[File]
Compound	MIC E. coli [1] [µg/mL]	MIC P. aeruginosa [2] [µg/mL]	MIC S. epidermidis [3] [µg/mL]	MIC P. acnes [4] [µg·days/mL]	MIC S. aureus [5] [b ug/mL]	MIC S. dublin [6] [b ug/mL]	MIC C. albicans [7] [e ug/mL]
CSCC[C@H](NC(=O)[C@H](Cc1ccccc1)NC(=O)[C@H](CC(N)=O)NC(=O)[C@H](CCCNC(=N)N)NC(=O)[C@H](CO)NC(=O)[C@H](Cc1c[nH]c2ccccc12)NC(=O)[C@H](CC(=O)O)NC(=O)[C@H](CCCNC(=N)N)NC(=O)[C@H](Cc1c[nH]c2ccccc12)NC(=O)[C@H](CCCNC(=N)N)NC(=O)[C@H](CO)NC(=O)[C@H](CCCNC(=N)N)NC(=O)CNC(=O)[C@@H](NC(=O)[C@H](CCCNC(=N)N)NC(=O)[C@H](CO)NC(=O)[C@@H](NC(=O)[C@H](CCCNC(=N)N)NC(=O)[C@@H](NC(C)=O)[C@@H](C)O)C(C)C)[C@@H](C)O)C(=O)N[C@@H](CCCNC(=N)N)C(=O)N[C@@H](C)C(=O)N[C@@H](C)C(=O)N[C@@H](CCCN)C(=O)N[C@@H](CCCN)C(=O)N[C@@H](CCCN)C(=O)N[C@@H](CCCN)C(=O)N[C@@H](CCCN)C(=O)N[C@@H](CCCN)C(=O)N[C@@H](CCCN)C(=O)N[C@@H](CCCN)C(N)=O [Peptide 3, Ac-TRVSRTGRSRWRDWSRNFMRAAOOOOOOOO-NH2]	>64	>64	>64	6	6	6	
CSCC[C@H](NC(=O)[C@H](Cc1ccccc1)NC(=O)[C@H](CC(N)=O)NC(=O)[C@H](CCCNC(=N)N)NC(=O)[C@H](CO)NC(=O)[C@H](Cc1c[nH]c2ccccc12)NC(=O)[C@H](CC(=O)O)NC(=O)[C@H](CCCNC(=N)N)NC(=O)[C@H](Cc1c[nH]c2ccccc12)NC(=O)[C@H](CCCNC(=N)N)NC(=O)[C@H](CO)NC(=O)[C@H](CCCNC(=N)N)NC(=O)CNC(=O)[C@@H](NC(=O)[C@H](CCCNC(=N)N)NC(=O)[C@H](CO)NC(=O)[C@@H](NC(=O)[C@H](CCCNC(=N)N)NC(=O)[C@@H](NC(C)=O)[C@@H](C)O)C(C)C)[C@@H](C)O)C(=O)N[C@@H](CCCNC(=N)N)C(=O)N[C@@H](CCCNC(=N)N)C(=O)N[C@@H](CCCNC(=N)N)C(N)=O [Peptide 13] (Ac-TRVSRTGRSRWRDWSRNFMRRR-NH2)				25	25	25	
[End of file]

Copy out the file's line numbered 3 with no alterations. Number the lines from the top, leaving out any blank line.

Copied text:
CSCC[C@H](NC(=O)[C@H](Cc1ccccc1)NC(=O)[C@H](CC(N)=O)NC(=O)[C@H](CCCNC(=N)N)NC(=O)[C@H](CO)NC(=O)[C@H](Cc1c[nH]c2ccccc12)NC(=O)[C@H](CC(=O)O)NC(=O)[C@H](CCCNC(=N)N)NC(=O)[C@H](Cc1c[nH]c2ccccc12)NC(=O)[C@H](CCCNC(=N)N)NC(=O)[C@H](CO)NC(=O)[C@H](CCCNC(=N)N)NC(=O)CNC(=O)[C@@H](NC(=O)[C@H](CCCNC(=N)N)NC(=O)[C@H](CO)NC(=O)[C@@H](NC(=O)[C@H](CCCNC(=N)N)NC(=O)[C@@H](NC(C)=O)[C@@H](C)O)C(C)C)[C@@H](C)O)C(=O)N[C@@H](CCCNC(=N)N)C(=O)N[C@@H](CCCNC(=N)N)C(=O)N[C@@H](CCCNC(=N)N)C(N)=O [Peptide 13] (Ac-TRVSRTGRSRWRDWSRNFMRRR-NH2)				25	25	25	